Up and away early this morning, with a dawn visit to Lochwinnoch. Masses of Sedge and Willow Warblers about but no Chiffchaffs or Grasshopper Warblers. All quiet out on the lagoon with only a few Mute Swans and some hawking Sand Martins adding any life. Bogbean is in full flower though, and together with the weak, early morning sunshine and the chattering of the Sedge Warblers, it made quite a nice scene.
Last night there was a Tawny Owl calling loudly from the woods next to the house, at one point drowning out all the other sound in the house.
Interesting news from the web is that the butterfly atlas of SW Scotland is just about to be published. To read more, click here.

Friday, May 19, 2006

Just back from 2 glorious days on Islay. Work commitments meant I had very little time to spend out and about. However in a place like Islay, natural connections are impossible to escape, and I managed to make the most of what little free time I had. Stepping off the plane on Wednesday morning, the first thing I was conscious of was the song of Skylarks – maybe 3 or 4 birds – and a sound all too rare these days. Driving to and from Bowmore and Bridgend that day I remembered that Islay is "big" country, with extensive views opening up over every hill and round every corner. I also remembered just how varied it is, with the colour of the landscape altering in response to the ever-changing weather. That first evening the tide was fully in, and all the way along the beach just south of Bridgend, parties of Dunlin (northbound birds with chestnut scapulars and black bellies) were busily feeding up. Overnight there was quite a severe storm, but by morning the weather had improved and by 5am I had headed out for a short tour covering the merse at Rubha ban and the flats at Gruinart. Highlights were roadside ditches full of Marsh Marigolds, woods full of Bluebell, Red Campion and Common Comfrey, and great encounters with great birds. Best of these were 7 Whimbrel shrugging off the rain, a pair of Ringed Plovers displaying along the shingle, Shoveler, Teal, Raven, Grey Heron, Redshank and Curlew on the flats, Sedge and Willow Warblers in song, and at least 2 noisy Corncrakes (plus Red deer, Roe Deer, Rabbit and Brown Hare). Wonderful to be out in the open, and just enjoy the sights and sounds of nature.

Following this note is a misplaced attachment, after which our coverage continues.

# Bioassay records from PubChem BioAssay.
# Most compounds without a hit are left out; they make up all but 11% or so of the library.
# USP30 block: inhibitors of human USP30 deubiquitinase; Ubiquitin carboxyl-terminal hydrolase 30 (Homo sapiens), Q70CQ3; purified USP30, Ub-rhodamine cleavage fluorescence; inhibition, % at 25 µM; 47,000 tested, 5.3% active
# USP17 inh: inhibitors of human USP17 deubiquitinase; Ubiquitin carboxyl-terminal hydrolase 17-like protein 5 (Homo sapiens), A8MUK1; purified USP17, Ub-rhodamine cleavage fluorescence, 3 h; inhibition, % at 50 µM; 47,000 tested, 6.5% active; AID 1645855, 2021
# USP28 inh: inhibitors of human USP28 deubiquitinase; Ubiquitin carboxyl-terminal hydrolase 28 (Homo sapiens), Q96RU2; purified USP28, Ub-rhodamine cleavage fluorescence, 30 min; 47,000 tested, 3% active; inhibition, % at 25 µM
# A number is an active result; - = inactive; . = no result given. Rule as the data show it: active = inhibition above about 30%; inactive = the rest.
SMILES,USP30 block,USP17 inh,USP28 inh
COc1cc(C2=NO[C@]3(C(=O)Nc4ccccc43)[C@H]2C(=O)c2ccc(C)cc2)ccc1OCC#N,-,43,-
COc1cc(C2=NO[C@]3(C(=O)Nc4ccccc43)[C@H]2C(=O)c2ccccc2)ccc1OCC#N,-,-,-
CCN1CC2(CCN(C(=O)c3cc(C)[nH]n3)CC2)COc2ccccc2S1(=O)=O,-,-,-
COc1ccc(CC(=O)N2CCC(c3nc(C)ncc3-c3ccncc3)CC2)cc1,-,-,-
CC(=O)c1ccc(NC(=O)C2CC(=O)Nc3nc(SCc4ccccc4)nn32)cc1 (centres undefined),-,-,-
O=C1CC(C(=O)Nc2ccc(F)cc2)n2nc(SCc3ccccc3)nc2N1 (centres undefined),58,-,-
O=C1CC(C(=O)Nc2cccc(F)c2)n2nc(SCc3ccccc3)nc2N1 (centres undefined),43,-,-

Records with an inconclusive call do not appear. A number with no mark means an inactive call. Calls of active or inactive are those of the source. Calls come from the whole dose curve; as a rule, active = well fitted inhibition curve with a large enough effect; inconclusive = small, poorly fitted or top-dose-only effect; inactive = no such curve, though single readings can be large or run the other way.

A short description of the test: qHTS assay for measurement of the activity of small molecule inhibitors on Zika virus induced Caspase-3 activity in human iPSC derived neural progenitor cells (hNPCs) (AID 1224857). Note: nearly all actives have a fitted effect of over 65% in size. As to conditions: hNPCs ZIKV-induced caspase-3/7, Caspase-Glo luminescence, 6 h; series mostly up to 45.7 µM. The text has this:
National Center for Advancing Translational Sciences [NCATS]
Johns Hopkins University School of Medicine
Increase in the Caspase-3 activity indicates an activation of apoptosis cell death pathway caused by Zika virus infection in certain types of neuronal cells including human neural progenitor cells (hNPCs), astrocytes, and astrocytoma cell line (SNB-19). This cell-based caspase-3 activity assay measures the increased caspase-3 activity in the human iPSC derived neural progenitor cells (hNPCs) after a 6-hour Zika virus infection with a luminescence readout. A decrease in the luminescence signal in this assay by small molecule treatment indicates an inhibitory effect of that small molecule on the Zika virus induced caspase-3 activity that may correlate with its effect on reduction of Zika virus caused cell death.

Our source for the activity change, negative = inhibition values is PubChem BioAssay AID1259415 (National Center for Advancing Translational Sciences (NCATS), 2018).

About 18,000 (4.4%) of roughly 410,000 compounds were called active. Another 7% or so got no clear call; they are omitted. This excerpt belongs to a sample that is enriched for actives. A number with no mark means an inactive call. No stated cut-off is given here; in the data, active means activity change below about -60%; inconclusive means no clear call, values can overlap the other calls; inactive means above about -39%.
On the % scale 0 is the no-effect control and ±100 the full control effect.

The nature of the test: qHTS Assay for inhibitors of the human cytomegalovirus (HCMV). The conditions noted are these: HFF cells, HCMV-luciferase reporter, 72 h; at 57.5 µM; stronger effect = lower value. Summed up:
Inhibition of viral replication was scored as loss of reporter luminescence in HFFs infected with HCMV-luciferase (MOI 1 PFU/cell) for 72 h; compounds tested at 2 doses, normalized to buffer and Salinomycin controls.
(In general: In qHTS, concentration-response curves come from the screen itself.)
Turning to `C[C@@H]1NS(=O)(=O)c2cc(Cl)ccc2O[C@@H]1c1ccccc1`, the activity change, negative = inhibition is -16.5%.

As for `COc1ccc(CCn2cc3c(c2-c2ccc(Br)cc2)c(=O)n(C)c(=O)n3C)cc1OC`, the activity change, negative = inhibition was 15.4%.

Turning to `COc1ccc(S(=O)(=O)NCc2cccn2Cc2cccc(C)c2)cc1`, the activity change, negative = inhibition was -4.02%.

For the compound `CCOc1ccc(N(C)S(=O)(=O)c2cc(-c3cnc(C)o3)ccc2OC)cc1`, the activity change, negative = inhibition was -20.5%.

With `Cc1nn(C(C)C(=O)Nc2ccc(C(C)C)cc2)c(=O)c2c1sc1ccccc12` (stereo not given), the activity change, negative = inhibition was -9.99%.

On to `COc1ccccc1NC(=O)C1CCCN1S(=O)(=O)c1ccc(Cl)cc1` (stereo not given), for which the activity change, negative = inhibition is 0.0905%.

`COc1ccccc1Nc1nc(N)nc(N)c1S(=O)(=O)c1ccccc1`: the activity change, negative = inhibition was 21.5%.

Took a walk through Bridgend woods later in the morning, picking up singing Willow Warbler (but no Chiffchaffs), Robin, Goldfinch, Chaffinch, Blackbird and Song Thrush. Around the steading there were Jackdaw, Feral Pigeon and Starling (all probably breeding), while back at the hotel, Swallow and Starling were both visiting nests under the eaves. Final birds were chirruping House Sparrows on the roof of Bowmore Hospital – good to see that the Islay birds don’t seem as threatened as ours on the mainland.

Wednesday, May 17, 2006

Had a meeting at Merchiston late morning, and was surprised by just how much wildlife has crept into and around the decrepit buildings. At least 2 pairs of Swallows were nesting under a ledge above the supplies bay and at least 6 pairs of noisy Rooks were nesting on the western edge of the site. The lawns there are now studded with Cuckoo Flowers (a great improvement) and Starlings, Swallows and Woodpigeons seem to be everywhere. Better enjoy it while it lasts as I hear the site is to disappear under concrete in a year or two!

Friday, May 12, 2006

The unseasonally mild and sunny weather was still around today, resulting in a very pleasant drive to and from business in Oban. Highlights were flowering Cowslip, Primrose and Cuckoo Flower on the verges south of Balloch and Bluebell, Lilly of the Valley, Dog's Mercury and Wood Sorrel in the woods north and south of Inveraray.

Monday, May 08, 2006

Lots of garden connections to be had these days. A gang of up to 20 Starlings has been marauding through the estate looking for Leatherjackets (I wonder if they are adults feeding young or just hungry non-breeders). A Chiffchaff has been adding its song to that of the usual Willow Warbler and a male Greenfinch spent the early evening "wheezing" in the tree over the fence. Woodpigeons seem more active these days, the garden is suddenly full of earthworms (and slugs - Bah!), and the compost heap has become a magnet for tiny beetles and flies. Also around - the first Orange Tip butterflies (one yesterday and one today).
Popped over to Pollock Park for the evening and saw my first 2 Swifts of the year.